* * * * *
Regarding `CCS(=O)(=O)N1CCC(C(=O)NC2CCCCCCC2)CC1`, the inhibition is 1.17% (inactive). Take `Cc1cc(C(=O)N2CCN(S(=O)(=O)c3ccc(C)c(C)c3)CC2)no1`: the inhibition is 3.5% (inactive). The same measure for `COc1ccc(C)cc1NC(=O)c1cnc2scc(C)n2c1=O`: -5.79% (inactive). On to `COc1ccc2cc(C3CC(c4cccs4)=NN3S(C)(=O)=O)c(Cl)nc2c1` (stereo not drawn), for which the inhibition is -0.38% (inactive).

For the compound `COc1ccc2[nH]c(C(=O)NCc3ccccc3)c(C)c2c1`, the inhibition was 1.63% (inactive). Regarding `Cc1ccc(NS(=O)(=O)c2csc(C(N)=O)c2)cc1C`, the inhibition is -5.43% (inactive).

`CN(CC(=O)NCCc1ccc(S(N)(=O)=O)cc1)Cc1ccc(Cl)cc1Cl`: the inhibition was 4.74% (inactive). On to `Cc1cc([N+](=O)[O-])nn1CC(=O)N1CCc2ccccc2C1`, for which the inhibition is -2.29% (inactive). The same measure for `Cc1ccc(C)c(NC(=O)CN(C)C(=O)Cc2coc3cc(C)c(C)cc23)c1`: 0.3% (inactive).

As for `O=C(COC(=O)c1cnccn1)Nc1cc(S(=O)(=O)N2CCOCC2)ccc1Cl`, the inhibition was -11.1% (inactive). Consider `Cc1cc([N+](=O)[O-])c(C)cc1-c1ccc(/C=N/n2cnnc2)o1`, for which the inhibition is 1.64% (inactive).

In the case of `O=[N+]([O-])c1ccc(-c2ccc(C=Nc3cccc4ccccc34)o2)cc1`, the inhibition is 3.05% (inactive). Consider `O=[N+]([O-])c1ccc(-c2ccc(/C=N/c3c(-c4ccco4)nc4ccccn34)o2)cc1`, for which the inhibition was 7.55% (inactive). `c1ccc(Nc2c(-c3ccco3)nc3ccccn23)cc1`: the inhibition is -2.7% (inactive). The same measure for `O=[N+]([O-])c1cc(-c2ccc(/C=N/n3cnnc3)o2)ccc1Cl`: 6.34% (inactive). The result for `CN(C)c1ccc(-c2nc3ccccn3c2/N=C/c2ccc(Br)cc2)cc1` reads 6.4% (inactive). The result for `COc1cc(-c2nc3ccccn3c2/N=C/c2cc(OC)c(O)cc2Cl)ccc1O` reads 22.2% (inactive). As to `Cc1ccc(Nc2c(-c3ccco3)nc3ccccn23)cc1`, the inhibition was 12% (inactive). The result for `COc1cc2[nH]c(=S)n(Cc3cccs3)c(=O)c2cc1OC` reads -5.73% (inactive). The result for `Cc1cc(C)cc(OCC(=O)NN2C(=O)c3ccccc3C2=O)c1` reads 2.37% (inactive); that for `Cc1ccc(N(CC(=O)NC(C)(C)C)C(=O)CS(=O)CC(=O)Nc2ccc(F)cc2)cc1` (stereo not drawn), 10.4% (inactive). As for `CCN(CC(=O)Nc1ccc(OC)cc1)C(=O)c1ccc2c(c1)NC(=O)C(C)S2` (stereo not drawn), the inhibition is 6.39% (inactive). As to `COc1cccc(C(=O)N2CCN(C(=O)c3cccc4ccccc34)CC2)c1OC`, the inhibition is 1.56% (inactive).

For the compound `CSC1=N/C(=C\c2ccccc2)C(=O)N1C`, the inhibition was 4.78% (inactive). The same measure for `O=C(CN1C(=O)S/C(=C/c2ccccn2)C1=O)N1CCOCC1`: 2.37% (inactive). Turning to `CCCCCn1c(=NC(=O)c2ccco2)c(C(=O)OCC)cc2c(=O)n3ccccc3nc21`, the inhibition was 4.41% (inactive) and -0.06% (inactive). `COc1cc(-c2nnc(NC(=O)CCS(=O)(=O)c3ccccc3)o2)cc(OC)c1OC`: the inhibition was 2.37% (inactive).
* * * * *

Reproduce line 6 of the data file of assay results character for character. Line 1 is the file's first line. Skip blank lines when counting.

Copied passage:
For the compound `CSC1=N/C(=C\c2ccccc2)C(=O)N1C`, the inhibition was 4.78% (inactive). The same measure for `O=C(CN1C(=O)S/C(=C/c2ccccn2)C1=O)N1CCOCC1`: 2.37% (inactive). Turning to `CCCCCn1c(=NC(=O)c2ccco2)c(C(=O)OCC)cc2c(=O)n3ccccc3nc21`, the inhibition was 4.41% (inactive) and -0.06% (inactive). `COc1cc(-c2nnc(NC(=O)CCS(=O)(=O)c3ccccc3)o2)cc(OC)c1OC`: the inhibition was 2.37% (inactive).